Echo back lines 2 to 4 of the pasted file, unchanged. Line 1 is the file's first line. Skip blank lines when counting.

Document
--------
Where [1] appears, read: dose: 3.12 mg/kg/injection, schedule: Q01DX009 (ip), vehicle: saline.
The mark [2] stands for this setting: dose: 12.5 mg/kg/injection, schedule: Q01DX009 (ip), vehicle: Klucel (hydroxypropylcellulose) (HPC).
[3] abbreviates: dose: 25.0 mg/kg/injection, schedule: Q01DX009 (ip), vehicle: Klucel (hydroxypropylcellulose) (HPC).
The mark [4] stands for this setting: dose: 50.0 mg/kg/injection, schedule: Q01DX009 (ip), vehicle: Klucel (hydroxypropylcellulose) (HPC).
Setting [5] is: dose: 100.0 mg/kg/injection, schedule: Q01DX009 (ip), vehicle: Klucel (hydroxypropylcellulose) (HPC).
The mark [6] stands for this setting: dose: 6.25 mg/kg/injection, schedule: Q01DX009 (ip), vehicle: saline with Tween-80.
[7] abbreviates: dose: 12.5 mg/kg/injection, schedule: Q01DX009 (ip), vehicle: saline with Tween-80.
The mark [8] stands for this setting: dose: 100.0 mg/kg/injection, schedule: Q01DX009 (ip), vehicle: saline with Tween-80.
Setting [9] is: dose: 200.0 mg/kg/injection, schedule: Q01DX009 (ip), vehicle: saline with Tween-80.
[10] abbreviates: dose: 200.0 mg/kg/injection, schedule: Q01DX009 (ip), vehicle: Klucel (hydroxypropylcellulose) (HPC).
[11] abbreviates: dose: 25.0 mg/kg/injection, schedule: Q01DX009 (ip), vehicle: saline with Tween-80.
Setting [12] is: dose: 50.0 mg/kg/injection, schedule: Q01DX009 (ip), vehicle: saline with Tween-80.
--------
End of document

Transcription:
The mark [2] stands for this setting: dose: 12.5 mg/kg/injection, schedule: Q01DX009 (ip), vehicle: Klucel (hydroxypropylcellulose) (HPC).
[3] abbreviates: dose: 25.0 mg/kg/injection, schedule: Q01DX009 (ip), vehicle: Klucel (hydroxypropylcellulose) (HPC).
The mark [4] stands for this setting: dose: 50.0 mg/kg/injection, schedule: Q01DX009 (ip), vehicle: Klucel (hydroxypropylcellulose) (HPC).